THE CLARKE-BOLAND BIG BAND
A DISCOGRAPHY by Douglas Payne

THE KENNY CLARKE-FRANCY BOLAND SEXTET
CALYPSO BLUES

Had it not been for the post-war migration of many top American jazz musicians to Europe, it is quite likely that the legendary Clarke-Boland Big Band might never have come into existence. As it happened, when Gigi Campi set up the first big band record date in Cologne on December 13, 1961, (Jazz Is Universal for the Atlantic label), he was able to call upon such distinguished self-exiled jazz stars as Benny Bailey (originally from Cleveland, Ohio), Sahib Shihab (Savannah, Georgia), Jimmy Woode (Boston, Massachusetts) and, of course, Kenny Clarke (Pittsburgh, Pennsylvania). Later editions of the band included Idrees Sulieman (St. Petersburg, Florida), Johnny Griffin (Chicago, lllinois) and Joe Harris (Pittsburgh, Pennsylvania).

 

In between the much-acclaimed, epic recordings made by the C-BBB big band, there were a number of memorable small group sessions, featuring key sidemen from the big band, which over the years have tended to be forgotten. Happily much of this small group material is finally being made available on CD and this is one of three compilations which will assuredly be heartily welcomed by Clarke-Boland fans the world over.

 

This 20-track compilation is largely a composite of two sessions by the same sextet - one recorded in the Alten Bahnhof von Rolandseck in Germany on September 25,1965 and the other recorded in Berlin on June 16, 1965.

 

Apart from offering a vivid confirmation of the impressive instrumental resourcefulness of the musicians featured, this collection also serves to remind us that, as well as being a master bassist, Jimmy Woode is an appealing and sensitive singer with a voice often reminiscent of the late Nat King Cole. He told me: "Back in Boston in the Forties I had a small group in which I played piano and sang. I was the baby of the band - but it was my band. However, the bass player was rather arrogant and aggressive and was always trying to take the band over. So one day I fired him, went out and bought a bass and played it on the gig that very same night. I learned as I went along - just playing the root notes. Then later of course I started really studying the instrument."

 

Of the six musicians featured here, two are no longer with us. Kenny Clarke, one of the great, innovative musicians who made such a major contribution to the transformation of jazz in the early forties, died in January 1985. His work here is as impeccable as ever - perfect time, sensitive accompaniment and infallible swing. And Sahib Shihab, who changed his name from Edmund Gregory when he became a Muslim in the mid-forties, died in October 1989. Shihab was one of the first bebop musicians to make use of the flute and he rapidly became an acknowledged as a superb soloist on the instrument making effective use of the technique much employed by Roland Kirk of producing vocal effects in unison with the flute - as he does extensively on this album.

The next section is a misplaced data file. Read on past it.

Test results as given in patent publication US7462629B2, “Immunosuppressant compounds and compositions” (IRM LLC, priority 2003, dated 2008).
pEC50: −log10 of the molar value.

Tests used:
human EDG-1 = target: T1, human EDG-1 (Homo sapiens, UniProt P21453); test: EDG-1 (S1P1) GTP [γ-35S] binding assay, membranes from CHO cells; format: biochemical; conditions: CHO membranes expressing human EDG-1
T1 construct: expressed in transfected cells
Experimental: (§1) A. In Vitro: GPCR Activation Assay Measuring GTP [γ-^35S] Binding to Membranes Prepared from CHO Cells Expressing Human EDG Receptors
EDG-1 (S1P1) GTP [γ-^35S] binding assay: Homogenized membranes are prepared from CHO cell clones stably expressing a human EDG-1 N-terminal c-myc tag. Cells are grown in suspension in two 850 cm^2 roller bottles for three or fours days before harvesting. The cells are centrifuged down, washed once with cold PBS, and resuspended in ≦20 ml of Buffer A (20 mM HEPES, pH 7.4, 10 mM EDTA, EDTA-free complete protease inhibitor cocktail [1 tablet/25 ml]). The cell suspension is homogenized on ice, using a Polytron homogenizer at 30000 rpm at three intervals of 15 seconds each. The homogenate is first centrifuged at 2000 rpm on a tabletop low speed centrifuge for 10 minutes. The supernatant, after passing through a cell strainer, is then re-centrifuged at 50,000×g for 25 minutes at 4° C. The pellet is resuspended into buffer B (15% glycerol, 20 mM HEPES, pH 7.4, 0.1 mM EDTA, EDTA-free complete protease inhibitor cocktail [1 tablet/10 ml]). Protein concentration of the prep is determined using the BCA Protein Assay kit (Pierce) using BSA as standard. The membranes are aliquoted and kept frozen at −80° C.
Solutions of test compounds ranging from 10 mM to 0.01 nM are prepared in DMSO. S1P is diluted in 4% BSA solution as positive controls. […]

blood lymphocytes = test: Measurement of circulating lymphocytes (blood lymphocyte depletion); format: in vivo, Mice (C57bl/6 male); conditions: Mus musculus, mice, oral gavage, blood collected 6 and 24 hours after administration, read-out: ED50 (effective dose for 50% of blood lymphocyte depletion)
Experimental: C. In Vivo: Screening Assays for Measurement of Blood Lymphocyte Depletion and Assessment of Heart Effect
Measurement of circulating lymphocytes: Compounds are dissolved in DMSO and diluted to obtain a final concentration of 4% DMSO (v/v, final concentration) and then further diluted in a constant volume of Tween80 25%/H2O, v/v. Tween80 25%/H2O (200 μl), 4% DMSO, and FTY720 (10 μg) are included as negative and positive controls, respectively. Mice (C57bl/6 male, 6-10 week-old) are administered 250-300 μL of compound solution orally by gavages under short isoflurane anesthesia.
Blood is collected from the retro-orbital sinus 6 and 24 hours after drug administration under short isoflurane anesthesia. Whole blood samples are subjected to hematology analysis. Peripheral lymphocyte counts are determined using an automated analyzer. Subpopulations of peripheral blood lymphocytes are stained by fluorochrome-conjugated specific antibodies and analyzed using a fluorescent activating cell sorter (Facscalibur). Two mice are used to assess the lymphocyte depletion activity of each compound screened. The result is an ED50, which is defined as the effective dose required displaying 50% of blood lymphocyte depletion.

Fats Sadi, from Andenne, Belgium, who is featured here on vibraphone, marimba and bongos, worked with Django Reinhardt, Don Byas and Bobby Jaspar in the Fifties and played regularly with various Clarke-Boland outfits throughout the Sixties Francy Boland, an extremely selt-effacing character from Namur in Belgium, is not only one of the most resourceful and creative big band arrangers in jazz - he is also a most inventive and distinctive pianist whose talents have not had the recognition they merit.

 

Former Dizzy Gillespie sideman Joe Harris, who, like Klook, is from Pittsburgh, moved to Europe in 1956 and, at the time of these recordings was a member of the SFB Big Band in Berlin. As well as being a fine drummer, Harris is also a specialist in latin percussion, playing congas, timbales and timpani.

 

And Jimmy Woode's credentials scarcely need repeating here. He has played with just about every jazz musician of note and has kept most of them up into the small hours with his bar-room reminiscences.

 

The predominant rhythm here is latin, as established by the opening track, Luis Bonfais "Ebony Samba" which has a quaint, loping beat, its clip-a-clop-a rhythm bizarrely reminiscent of the gait of a draught horse.

 

"Tin Tin Deo" by Cuban percussionist Chano Pozo and arranger Gil Fuller, was first recorded by Dizzy Gillespie in March 1951. Here Shihab's sprightly flute is featured against rattling percussion and Boland’s chorded work has a distinct Afro-Cuban touch The latin mode continues with Shihab's composition, "Please Don't Leave", a song in cha-cha rhythm which has a pleasing vocal by the composer, even if the intonation here and there 5 somewhat flawed.